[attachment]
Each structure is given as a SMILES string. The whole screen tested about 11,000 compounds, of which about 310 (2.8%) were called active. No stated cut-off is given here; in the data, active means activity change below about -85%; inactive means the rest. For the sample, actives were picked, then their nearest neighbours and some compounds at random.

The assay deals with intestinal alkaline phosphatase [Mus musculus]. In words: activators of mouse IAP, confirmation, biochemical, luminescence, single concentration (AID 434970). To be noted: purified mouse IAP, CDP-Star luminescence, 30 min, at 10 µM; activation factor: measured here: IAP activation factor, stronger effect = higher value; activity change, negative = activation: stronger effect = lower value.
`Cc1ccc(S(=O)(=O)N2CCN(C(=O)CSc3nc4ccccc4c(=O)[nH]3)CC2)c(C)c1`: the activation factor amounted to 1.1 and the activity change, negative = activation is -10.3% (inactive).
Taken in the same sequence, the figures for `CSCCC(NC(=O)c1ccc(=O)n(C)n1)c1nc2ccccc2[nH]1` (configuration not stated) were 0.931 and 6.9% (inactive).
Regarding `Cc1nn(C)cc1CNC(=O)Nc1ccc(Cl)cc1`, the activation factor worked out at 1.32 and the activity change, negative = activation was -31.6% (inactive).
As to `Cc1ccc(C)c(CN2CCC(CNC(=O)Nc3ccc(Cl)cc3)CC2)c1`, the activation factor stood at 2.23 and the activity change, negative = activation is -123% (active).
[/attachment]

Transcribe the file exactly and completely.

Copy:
Each structure is given as a SMILES string. The whole screen tested about 11,000 compounds, of which about 310 (2.8%) were called active. No stated cut-off is given here; in the data, active means activity change below about -85%; inactive means the rest. For the sample, actives were picked, then their nearest neighbours and some compounds at random.

The assay deals with intestinal alkaline phosphatase [Mus musculus]. In words: activators of mouse IAP, confirmation, biochemical, luminescence, single concentration (AID 434970). To be noted: purified mouse IAP, CDP-Star luminescence, 30 min, at 10 µM; activation factor: measured here: IAP activation factor, stronger effect = higher value; activity change, negative = activation: stronger effect = lower value.
`Cc1ccc(S(=O)(=O)N2CCN(C(=O)CSc3nc4ccccc4c(=O)[nH]3)CC2)c(C)c1`: the activation factor amounted to 1.1 and the activity change, negative = activation is -10.3% (inactive).
Taken in the same sequence, the figures for `CSCCC(NC(=O)c1ccc(=O)n(C)n1)c1nc2ccccc2[nH]1` (configuration not stated) were 0.931 and 6.9% (inactive).
Regarding `Cc1nn(C)cc1CNC(=O)Nc1ccc(Cl)cc1`, the activation factor worked out at 1.32 and the activity change, negative = activation was -31.6% (inactive).
As to `Cc1ccc(C)c(CN2CCC(CNC(=O)Nc3ccc(Cl)cc3)CC2)c1`, the activation factor stood at 2.23 and the activity change, negative = activation is -123% (active).